China has cut its growth target this year as the world's second-largest economy pushes through painful reforms to address a rapid build-up in debt, and erects a "firewall" against financial risks.
China aims to expand its economy by around 6.5 percent, Premier Li Keqiang said in his work report at the opening of the annual meeting of parliament on Sunday. The target is realistic and will help steer and steady expectations, Li said.
China set a target of 6.5 to 7 percent last year and ultimately achieved 6.7 percent growth, supported by record bank loans, a speculative housing boom and billions in government investment.
But as the government moves to cool the housing market, slow new credit and tighten its purse strings, China will have to depend more on domestic consumption and private investment for growth. As in 2016, China did not set a target for exports, underlining the uncertain global outlook.
"The developments both in and outside of China require that we are ready to face more complicated and graver situations," Li said, adding that world growth remained sluggish, while deglobalization and protectionism were gathering pace.
Growth of around 6.5 percent is sufficient to safeguard employment, said Huang Shouhong, director of the State Council Research Office, who helped craft the premier's work report.
China added 13.14 million new urban jobs in 2016, with the number of college graduates finding employment or starting businesses reaching another record, according to Li's report.
"As for whether there is a bottom line on growth, as long as there are no problems in employment, growth slightly higher or lower is acceptable," Huang said.
Michael Tien, a Hong Kong delegate to China's parliament and founder of clothing chain G2000, said he was surprised by the 6.5 percent figure.
"I think it's very high," he told Reuters. "In the past few years, whatever number they come up with, they will always meet it, and they will always exceed it a little bit. So with this economy, 6.5 (percent) is mind-boggling."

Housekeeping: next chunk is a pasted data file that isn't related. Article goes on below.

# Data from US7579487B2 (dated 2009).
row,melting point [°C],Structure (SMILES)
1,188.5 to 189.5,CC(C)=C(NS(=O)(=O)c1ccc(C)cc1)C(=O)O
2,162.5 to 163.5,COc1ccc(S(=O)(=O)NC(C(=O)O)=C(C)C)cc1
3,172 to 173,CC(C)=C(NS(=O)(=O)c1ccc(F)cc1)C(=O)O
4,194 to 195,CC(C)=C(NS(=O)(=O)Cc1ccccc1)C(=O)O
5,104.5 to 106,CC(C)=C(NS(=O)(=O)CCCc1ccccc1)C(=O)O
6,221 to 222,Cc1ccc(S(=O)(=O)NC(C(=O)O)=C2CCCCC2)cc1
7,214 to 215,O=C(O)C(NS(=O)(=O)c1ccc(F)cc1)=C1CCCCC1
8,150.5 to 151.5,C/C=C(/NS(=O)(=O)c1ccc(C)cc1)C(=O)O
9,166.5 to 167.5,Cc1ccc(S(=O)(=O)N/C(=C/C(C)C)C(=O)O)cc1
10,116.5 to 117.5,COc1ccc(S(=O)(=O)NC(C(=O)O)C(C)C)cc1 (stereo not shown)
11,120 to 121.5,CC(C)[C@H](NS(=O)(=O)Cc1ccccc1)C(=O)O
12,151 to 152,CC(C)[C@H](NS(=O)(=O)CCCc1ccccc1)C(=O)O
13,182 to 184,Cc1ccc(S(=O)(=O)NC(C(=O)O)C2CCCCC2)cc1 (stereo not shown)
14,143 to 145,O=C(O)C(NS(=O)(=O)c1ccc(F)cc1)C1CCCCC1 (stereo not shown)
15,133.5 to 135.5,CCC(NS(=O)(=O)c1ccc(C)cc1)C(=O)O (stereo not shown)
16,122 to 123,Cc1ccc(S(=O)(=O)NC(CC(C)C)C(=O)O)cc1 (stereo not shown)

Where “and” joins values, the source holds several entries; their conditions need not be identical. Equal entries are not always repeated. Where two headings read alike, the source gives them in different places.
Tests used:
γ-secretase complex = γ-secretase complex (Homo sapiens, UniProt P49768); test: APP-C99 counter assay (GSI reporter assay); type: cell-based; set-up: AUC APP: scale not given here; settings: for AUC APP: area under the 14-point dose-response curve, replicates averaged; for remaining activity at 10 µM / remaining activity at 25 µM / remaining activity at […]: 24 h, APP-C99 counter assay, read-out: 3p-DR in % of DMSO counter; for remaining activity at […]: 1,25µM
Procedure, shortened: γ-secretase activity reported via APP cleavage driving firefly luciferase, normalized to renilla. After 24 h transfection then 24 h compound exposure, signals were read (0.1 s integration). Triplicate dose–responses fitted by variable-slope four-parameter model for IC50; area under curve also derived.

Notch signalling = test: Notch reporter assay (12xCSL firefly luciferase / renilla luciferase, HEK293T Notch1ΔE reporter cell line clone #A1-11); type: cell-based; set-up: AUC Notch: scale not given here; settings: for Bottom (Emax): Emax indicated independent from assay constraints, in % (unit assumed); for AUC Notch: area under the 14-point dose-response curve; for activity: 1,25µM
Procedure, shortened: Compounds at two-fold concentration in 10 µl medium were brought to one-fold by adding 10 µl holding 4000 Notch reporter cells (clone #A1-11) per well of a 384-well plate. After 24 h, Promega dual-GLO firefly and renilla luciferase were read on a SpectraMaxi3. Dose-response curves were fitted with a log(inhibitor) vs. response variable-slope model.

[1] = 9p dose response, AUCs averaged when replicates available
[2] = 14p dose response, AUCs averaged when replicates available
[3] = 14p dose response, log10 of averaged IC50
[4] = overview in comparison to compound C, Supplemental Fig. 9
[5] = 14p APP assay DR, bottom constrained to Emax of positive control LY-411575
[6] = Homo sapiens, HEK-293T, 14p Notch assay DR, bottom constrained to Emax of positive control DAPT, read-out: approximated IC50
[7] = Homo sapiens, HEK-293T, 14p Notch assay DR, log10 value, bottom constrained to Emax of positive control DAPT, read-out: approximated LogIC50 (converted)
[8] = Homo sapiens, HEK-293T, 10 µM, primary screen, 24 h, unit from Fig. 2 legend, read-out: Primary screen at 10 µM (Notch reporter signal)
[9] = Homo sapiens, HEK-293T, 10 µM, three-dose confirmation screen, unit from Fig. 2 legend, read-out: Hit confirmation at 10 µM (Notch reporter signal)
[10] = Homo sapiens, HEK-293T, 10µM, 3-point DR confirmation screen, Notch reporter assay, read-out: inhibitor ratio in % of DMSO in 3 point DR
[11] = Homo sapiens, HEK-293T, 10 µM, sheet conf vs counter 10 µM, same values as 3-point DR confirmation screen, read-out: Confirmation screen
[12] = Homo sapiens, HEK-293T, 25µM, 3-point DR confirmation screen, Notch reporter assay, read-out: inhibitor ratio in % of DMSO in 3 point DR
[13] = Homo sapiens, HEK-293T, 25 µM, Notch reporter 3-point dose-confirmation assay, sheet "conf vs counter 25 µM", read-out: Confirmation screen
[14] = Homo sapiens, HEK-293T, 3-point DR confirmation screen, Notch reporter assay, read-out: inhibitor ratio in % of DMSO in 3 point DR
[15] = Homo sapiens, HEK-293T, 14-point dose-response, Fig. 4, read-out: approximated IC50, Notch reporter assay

Premier Li Keqiang walks onto stage to give a government work report during the opening session of the National People's Congress (NPC) at the Great Hall of the People in Beijing, China, March 5, 2017. Damir Sagolj/Reuters
Economists say it is a delicate balancing act to support growth and maintain liquidity while pursuing reforms and taming unruly financial forces.
The 2017 target for broad money supply growth was cut slightly to around 12 percent from about 13 percent for 2016. The government's budget deficit target was kept unchanged at 3 percent of GDP.
Li said China would continue to implement a proactive fiscal policy, adding that government aimed to cut companies' tax burden by about 350 billion yuan ($51 billion) this year.
China will also maintain a prudent and neutral monetary policy, he said.
Beijing has flagged in recent months a gradual shift away from a loose monetary stance to discourage speculative investments. Since February, the central bank has raised by tiny increments the interest rates on some lending facilities.
Jia Kang, former director at the finance ministry's Institute of Fiscal Science, told Reuters he did not expect the PBOC to hike policy rates, at least in the near term.
"It seems unlikely, since stability comes first in the short term," Jia said.
At present, systemic risks are under control, but China must be fully alert and build a "firewall" against financial risks, Li said.
Chinese banks extended a record 12.65 trillion yuan of loans in 2016, and recent data shows that new yuan loans hit 2.03 trillion yuan in January, the second-highest ever.
"We will apply a full range of monetary policy instruments, maintain basic stability in liquidity, see that market interest rates remain at an appropriate level, and improve the transmission mechanism of monetary policy," Li said.
China will also press on with asset securitisation and debt-to-equity swaps this year.
A worker works at a construction site in Shanghai, China, March 3, 2017. Aly Song/Reuters
China will push forward with reform of state-owned firms and assets this year, Li said.
Ownership reforms at more than 100 central government-run enterprises will be completed by year-end as part of efforts to use private capital to revive its lumbering state sector, state media reported last month.
China is also looking to shutter more 'zombie' enterprises, a term loosely used to describe inefficient firms with surplus capacity.
The National Development and Reform Commission (NDRC) said in a work report released on Sunday that it would shut or stop construction of coal-fired power plants with capacity of more than 50 million kilowatts.
China will also cut steel capacity and coal output this year, the economic planner said.
Fixed-asset investment is expected to rise about 9 percent in 2017, down from last year's target of 10.5 percent.
"As overcapacity is cut, we must provide assistance to laid-off workers," Li said.
China aims to create more than 11 million new urban jobs this year, even as employment pressure grows.
"This year's target for urban job creation is 1 million more than last year, underlining the greater importance we are attaching to employment," Li said.Try Newsweek: Subscription offers